JEFFERSON CITY — In the same state where a school district lost a Supreme Court case limiting student journalists’ rights in 1988, legislators from the House of Representatives heard testimony on a bill that would restore those rights Wednesday.

The Walter Cronkite New Voices Act, originally proposed in 2016, prohibits schools from stopping the publication of student-created media, except in circumstances outlined in the bill, such as libel, invasion of privacy and unlawfulness.

Several student journalists testified on behalf of the legislation during the General Laws committee hearing Wednesday, including Jack Rintoul, the editor-in-chief of Kirkwood High School’s student newspaper, The Kirkwood Call.

“Student journalists play a crucial role in their respective communities,” Rintoul said during his testimony. “They serve as the news source for their school and make sure to keep school boards and administrative policies in check. They give students a voice and allow anyone to share their own story.”

Faculty and media organizations also testified in support of those student journalists and their work, including the American Civil Liberties Union of Missouri and the Missouri Press Association.

“We’re all worried about a climate of misinformation,” said Mitch Eden, a Kirkwood journalism adviser. “The way we can combat this is by educating students to be media literate and by creating media that’s genuine and well thought out.”

Both Eden and Rintoul emphasized the bipartisan, constitutional nature of the legislation.

“This bill shouldn’t be a partisan bill,” Eden said. “It’s freedom of speech.”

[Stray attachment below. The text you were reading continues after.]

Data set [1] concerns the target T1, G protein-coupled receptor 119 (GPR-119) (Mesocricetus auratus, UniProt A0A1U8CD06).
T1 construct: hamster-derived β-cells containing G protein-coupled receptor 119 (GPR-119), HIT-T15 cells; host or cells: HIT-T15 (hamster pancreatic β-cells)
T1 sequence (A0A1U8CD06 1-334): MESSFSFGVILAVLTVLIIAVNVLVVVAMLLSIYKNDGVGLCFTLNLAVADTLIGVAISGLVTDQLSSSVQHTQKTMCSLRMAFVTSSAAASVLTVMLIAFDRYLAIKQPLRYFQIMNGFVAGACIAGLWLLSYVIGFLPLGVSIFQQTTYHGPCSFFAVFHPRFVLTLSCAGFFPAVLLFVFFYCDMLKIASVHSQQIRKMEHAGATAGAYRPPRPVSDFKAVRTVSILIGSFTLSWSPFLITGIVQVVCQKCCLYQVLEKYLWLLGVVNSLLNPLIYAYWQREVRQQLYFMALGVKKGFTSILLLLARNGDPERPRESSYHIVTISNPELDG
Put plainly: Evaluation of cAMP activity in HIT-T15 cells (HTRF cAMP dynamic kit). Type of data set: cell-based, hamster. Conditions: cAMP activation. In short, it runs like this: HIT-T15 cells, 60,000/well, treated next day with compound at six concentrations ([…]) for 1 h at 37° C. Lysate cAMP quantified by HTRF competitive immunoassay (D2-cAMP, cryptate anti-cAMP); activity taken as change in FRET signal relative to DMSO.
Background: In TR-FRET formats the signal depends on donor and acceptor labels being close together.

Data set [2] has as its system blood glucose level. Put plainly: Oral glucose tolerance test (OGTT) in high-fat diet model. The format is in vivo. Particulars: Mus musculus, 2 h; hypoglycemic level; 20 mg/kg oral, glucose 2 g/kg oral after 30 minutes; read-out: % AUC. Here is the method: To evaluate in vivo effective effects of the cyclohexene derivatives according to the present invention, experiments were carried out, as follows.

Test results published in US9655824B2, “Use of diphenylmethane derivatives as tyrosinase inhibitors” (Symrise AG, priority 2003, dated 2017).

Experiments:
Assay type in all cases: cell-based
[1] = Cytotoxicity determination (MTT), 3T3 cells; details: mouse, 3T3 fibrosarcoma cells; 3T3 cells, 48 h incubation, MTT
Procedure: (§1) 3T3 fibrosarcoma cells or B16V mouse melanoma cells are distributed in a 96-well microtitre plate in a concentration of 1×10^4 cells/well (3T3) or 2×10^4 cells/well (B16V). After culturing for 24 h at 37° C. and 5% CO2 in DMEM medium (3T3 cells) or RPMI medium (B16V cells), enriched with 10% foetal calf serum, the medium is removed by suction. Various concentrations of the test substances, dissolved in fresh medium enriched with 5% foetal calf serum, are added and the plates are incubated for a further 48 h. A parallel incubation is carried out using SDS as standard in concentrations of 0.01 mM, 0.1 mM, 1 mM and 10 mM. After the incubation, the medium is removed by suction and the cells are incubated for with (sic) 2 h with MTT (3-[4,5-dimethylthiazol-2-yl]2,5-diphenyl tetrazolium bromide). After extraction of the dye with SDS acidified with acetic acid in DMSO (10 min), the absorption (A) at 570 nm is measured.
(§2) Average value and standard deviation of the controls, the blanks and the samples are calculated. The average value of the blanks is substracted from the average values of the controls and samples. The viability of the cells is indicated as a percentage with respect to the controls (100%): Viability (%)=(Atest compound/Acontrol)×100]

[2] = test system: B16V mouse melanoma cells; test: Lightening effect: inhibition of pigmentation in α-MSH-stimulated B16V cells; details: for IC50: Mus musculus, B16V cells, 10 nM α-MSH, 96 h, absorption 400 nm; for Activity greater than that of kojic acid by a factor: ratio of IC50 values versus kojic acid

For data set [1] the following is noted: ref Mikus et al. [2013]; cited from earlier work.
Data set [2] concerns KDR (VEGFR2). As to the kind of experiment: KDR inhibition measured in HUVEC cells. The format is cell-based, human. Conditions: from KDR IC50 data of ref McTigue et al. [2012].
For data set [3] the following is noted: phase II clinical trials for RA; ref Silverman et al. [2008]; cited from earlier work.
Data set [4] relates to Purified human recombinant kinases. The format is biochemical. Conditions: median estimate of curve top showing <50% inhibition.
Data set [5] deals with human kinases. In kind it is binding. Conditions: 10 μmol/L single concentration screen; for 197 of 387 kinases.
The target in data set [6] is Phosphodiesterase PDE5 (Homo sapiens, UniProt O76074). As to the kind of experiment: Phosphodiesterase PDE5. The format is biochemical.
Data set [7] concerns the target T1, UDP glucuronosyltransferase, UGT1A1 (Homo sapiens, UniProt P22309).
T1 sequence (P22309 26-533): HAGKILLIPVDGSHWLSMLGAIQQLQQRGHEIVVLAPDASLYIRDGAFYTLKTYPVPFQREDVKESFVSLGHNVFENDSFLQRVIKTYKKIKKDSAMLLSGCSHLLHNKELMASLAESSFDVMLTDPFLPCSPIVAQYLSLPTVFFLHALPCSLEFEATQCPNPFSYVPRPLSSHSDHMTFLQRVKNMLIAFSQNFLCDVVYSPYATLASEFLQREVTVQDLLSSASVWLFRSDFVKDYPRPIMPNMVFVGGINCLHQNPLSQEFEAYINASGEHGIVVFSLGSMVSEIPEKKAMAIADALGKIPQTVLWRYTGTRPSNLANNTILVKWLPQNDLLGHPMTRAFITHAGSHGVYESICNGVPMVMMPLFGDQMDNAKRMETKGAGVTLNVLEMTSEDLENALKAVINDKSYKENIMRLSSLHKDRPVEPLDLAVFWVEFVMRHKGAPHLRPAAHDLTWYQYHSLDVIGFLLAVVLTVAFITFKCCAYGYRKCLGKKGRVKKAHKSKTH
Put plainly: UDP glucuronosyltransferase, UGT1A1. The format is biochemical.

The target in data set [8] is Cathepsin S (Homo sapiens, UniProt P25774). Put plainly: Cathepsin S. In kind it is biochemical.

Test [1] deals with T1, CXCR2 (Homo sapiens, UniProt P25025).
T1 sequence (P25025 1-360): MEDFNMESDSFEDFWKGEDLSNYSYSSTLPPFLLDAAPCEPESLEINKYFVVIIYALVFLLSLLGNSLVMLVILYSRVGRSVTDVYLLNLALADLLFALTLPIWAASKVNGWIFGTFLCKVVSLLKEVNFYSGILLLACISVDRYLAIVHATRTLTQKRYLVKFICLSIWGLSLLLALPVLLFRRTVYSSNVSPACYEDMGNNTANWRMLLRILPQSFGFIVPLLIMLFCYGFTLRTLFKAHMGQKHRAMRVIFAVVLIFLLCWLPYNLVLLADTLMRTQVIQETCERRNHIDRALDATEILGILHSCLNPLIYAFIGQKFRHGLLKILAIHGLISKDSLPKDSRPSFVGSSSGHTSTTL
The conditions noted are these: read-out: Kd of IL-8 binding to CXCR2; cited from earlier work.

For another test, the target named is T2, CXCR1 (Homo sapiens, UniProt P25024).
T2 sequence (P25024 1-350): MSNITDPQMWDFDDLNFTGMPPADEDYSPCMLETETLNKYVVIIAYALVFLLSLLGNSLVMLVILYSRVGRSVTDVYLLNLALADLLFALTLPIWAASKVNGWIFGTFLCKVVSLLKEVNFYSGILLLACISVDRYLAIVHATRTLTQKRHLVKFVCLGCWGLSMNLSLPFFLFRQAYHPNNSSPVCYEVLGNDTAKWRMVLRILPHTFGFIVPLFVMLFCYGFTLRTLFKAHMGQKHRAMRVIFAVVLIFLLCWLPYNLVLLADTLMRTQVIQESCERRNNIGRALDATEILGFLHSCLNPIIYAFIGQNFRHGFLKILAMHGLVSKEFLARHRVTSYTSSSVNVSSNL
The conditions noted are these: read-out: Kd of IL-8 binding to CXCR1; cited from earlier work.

Eden, when asked by Rep. Peter Merideth, D-St. Louis, about the risk of students printing incorrect information, said part of the student journalism process is vetting and editing by faculty advisers like himself. He said there are no protections in the bill for libelous content or other violations of law.

This isn’t the first time Eden and Rintoul have witnessed the bill going through hearings in the House. It has passed in consecutive sessions through the House with no issue but has been held up in the Senate because of details in the bill as well as a bottleneck of legislation. This current version of the bill is identical in text to the version that passed the House last session.

Despite these past versions coming up short, Rintoul feels confident about the bill.

“I’m really passionate about the New Voices Act and student journalism in Missouri,” he said. “I feel pretty optimistic that this is finally the year we’ll be able to pass it.”

If the bill passes through the both chambers and becomes law, Missouri would be the 15th state to enact protections for student journalists, with four other states also pending similar legislation. An MU freshman who benefited from one such law in Kansas, Rachel Pickett, also testified in front of the committee.

“Because of (the Kansas Student Publication Act), which was passed 27 years ago in 1992, I was so fortunate to be able to find my voice with the encouragement and guidance of my newspaper editors,” Pickett said.

Although some states, like Kansas, passed student journalist protection laws decades ago, the Walter Cronkite Free Voices Act originates from a national campaign from the Student Press Law Center. The “Walter Cronkite” part of the bill’s title stems from the famous broadcaster’s birthplace in Missouri.

Supervising editor is Mark Horvit:

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